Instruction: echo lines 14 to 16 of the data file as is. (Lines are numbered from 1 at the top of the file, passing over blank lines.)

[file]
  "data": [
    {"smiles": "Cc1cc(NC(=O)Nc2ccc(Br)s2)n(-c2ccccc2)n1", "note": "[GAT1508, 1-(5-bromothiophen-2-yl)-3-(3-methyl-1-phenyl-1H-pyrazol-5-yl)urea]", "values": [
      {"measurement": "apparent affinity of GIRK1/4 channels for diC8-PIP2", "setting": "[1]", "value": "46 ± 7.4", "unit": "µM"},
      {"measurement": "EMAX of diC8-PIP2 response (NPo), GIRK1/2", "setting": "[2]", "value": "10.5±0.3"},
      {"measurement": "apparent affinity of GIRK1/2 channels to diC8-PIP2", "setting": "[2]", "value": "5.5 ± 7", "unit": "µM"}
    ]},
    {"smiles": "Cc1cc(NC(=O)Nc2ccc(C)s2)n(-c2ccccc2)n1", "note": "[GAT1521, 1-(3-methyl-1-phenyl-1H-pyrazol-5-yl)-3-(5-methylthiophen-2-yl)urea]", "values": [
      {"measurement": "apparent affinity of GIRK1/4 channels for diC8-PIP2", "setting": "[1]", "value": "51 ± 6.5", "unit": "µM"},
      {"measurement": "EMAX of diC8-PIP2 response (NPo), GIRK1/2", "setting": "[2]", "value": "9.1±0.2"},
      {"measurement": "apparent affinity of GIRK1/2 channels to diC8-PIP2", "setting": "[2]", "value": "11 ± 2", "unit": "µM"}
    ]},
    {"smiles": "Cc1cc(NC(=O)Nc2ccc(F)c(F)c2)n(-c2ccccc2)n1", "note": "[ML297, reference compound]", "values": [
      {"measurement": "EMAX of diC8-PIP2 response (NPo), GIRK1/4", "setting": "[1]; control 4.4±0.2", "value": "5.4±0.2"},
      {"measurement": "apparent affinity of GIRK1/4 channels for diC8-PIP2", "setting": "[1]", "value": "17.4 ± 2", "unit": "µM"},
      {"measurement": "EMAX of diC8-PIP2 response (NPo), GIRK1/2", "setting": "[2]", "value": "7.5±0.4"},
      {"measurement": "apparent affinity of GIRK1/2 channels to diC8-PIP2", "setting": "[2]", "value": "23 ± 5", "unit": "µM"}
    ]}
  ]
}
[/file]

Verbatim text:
      {"measurement": "apparent affinity of GIRK1/4 channels for diC8-PIP2", "setting": "[1]", "value": "17.4 ± 2", "unit": "µM"},
      {"measurement": "EMAX of diC8-PIP2 response (NPo), GIRK1/2", "setting": "[2]", "value": "7.5±0.4"},
      {"measurement": "apparent affinity of GIRK1/2 channels to diC8-PIP2", "setting": "[2]", "value": "23 ± 5", "unit": "µM"}